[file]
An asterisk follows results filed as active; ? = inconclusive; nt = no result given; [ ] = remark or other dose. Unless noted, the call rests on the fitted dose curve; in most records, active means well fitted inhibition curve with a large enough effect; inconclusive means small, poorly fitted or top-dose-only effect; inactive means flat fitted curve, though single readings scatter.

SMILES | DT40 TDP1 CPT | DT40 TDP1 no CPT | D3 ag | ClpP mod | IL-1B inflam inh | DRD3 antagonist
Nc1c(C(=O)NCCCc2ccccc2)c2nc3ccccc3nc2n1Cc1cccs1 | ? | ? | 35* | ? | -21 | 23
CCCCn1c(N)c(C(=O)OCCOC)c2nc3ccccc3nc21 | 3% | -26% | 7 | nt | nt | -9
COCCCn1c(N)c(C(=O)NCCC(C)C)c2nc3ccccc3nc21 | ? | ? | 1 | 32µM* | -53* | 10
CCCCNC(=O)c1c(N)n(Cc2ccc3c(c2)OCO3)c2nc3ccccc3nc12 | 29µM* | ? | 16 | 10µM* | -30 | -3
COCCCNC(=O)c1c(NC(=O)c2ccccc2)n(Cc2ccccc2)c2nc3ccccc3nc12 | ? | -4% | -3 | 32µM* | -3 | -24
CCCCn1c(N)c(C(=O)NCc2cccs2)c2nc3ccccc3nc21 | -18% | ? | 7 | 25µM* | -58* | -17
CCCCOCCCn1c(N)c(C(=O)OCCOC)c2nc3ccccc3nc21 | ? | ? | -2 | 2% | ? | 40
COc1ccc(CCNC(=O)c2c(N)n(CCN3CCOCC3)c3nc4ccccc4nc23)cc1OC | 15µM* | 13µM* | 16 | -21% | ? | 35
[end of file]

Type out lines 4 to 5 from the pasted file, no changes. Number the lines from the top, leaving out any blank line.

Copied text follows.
CCCCn1c(N)c(C(=O)OCCOC)c2nc3ccccc3nc21 | 3% | -26% | 7 | nt | nt | -9
COCCCn1c(N)c(C(=O)NCCC(C)C)c2nc3ccccc3nc21 | ? | ? | 1 | 32µM* | -53* | 10